Picture Processing Unit
The PPU (Picture Processing Unit), more specifically known as Ricoh RP2C02 (NTSC version) / RP2C07 (PAL version), is the microprocessor in the Nintendo Entertainment System responsible for generating video signals from graphic data stored in memory.
The chip is known for its effective use of memory, using very little memory to store graphical data. It was rather advanced for its time when the Famicom (Japanese version of the Nintendo Entertainment System) was released, having full sprite support, movable backgrounds, and many colors on screen at the same time. To compete with other video game systems, like the graphically superior Sega Master System, Nintendo also extended the PPU's technical capabilities through the use of mappers, which were placed on the game cartridge. The mappers added more memory or could bank switch data into the PPU's address space, making it possible to create more advanced graphics, using more colors and bigger tile sets.
- 2 kB of external RAM to store tile layout and auxiliary color information for background graphics (commonly referred to as nametables)
- 288 (256+32) bytes of internal DRAM for sprite attribute storage. This is measured in the amount of address space consumed; not every bit of every byte exists in the PPU.
- 32 bytes of internal SRAM for palette storage. As for sprite attribute storage, not all bits exist in the PPU.
- 8 × 8 or 8 × 16 (selectable) sized sprites
- Two external 4 kB tile sets with space for 256 tiles each, usually stored in either RAM or ROM on the game cartridge
- Up to 64 sprites (movable objects) on screen simultaneously (only 8 visible per scan line)
- 25 colors simultaneously (although more colors are possible using programming tricks) from a hardware color palette of 54 colors
- Picture resolution of 256 × 240 pixels (fully visible on PAL, but cropped to 256 × 224 on most NTSC television sets)
The PPU is controlled via eight registers visible in the CPU's address space in the addresses $2000 through $2007. All data and information is passed to the PPU through these, except the raw tile data (there are exceptions, as some games had RAM instead of ROM to store the tile data, and the tiles had to be written each time), which is hardwired to the PPU's address space. The PPU uses the tile graphics data together with information stored by the program in the PPU's RAM, such as color and position, to render the final graphical output to the screen.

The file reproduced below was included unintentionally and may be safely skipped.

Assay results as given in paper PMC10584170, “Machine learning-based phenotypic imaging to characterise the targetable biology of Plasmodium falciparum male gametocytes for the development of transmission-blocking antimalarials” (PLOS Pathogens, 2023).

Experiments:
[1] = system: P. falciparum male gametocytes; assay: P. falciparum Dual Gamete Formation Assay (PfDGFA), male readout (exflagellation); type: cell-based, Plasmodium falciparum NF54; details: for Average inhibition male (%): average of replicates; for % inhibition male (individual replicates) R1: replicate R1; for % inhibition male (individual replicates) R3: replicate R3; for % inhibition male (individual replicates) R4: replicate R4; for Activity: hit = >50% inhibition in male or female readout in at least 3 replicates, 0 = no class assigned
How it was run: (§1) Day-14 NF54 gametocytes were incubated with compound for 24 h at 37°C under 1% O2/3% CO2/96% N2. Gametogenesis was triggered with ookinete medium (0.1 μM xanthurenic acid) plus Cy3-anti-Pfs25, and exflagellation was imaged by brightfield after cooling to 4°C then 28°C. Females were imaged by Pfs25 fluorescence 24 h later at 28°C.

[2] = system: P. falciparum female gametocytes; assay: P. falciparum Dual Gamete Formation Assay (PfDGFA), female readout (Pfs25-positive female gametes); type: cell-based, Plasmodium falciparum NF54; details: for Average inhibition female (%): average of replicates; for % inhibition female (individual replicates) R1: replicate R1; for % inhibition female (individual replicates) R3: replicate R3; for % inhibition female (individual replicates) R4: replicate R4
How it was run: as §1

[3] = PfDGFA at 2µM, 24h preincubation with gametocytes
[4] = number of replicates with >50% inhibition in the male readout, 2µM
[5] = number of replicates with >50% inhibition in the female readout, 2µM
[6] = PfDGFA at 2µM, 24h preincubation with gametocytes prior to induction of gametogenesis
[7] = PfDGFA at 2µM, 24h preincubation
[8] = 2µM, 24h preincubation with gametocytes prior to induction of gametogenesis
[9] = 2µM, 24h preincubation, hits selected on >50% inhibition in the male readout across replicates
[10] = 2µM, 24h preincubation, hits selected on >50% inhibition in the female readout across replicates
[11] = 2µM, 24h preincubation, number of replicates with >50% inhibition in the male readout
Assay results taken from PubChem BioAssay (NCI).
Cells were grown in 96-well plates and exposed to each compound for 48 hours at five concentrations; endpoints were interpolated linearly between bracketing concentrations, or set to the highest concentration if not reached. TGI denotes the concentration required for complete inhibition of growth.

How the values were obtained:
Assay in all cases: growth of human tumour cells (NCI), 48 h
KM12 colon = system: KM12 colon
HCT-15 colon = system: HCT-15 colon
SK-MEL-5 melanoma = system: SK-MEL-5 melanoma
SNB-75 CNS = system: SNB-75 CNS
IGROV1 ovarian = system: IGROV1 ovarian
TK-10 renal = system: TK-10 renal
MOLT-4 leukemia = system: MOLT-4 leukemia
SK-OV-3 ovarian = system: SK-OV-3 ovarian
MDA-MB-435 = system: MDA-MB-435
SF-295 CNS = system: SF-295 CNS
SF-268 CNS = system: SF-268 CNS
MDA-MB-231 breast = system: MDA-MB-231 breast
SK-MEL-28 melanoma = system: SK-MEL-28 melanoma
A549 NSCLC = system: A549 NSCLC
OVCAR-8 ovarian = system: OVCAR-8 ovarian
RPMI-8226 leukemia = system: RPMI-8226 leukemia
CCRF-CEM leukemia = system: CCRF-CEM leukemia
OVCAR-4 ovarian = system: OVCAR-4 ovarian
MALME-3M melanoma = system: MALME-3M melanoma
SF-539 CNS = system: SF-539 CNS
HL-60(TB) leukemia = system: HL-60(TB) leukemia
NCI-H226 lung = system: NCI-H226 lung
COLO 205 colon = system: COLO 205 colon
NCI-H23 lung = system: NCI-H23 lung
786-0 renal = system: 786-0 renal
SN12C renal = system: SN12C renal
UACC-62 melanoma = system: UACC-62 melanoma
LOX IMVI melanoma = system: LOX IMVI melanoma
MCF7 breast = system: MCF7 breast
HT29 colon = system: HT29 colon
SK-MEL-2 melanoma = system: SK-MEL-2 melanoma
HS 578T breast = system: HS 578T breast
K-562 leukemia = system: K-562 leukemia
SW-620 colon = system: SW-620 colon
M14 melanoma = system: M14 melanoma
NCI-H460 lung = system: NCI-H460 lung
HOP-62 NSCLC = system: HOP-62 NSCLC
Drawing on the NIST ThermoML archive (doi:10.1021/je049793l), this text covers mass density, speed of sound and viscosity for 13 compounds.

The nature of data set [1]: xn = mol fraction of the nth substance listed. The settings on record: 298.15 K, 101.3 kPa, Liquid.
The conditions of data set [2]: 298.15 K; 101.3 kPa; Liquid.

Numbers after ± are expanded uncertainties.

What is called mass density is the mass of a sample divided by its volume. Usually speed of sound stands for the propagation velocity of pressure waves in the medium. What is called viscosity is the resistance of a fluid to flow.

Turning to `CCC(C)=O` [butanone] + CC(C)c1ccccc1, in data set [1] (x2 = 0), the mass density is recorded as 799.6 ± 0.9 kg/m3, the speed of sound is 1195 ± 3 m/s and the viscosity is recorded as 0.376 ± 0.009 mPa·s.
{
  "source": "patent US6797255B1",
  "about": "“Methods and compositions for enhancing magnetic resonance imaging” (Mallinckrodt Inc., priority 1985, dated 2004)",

The lowest graphical components the PPU operates with are tiles, which are blocks of 8×8 or 8×16 pixels. The tiles are stored in a ROM chip on the game cartridge. They are the basic building blocks, used to create larger moving objects, or large static backgrounds.
Due to the small size of NES sprites, most moving objects are made of multiple ones. Only 8 sprites can be drawn per scanline, and so the PPU contains an "overflow" flag that is set if more than 8 sprites appear on a scanline.
As noted above, some games (mostly early MMC1 titles such as Legend of Zelda and Castlevania) store their graphics data in the main PRG ROM. These have a CHR RAM chip instead of a ROM and pass the data from the PRG ROM to the CHR RAM, the main purpose of this being to produce animated background tiles. The arrival of the MMC3 mapper in 1988 eliminated the need for this as animated tiles could now be banked from the CHR ROM on the fly. As the PPU has a 14-bit address bus, it can access up to 16k of CHR ROM or RAM at once.
Essentially, the PPU supports two different kinds of drawable objects: movable (sprites) and non-movable (background). Both kinds of objects are composed of tiles, and moreover a sprite and background object can use the same tile. The difference is that a tile used as a sprite can move around, whereas a tile used as a background cannot. There are no collision detection registers for sprites as was common on most game systems of the era.
Sprite data is stored in a special memory called the "Sprite-RAM" or "SPR-RAM" for short, which is a 256-byte memory built into the PPU core. The data stored here is 4 bytes: the position, color and tile, for each of the 64 sprites. This data is used by the PPU to place the sprite when it renders the frame. Background objects, however, are stored in a much less exclusive way, which is more like the way characters are stored in text mode on PCs. A background is defined by a simple data structure called a nametable, which is essentially a two dimensional array. The integer value in each array slot corresponds to a tile number, and the index values of this slot correspond to the tile's intended x/y position on screen. The PPU has, without the use of memory mappers, two nametables, so smooth scrolling between backgrounds is possible.
Once tile data is set up in the pattern table, it is a simple matter of adjusting the PPU's X/Y scrolling registers to move the screen around.
A color palette must be defined in order to show graphics on the screen. It is stored in a separate 32 byte location in RAM, known as "palette-RAM". Each entry here picks a color from the hardware color palette, which are the predefined colors to choose between. 16 colors can be chosen for sprites, and 16 colors for backgrounds. However, bytes 4, 8 and 12 of the sprite palette, and bytes 0, 4, 8, and 12 of the background palette, are not in use by the PPU. Therefore, the number of actually usable colors is reduced to 25 instead of 32. The first byte of the sprite palette also defines the global background color for both sprites and the background.
- Nintendo Entertainment System technical specifications
- Super Nintendo Entertainment System technical specifications § Video, describing the Super NES's upgraded S-PPU
- List of video game console palettes
- Wiki with detailed technical information about the PPU
- Technical information about the PPU
- Very detailed technical information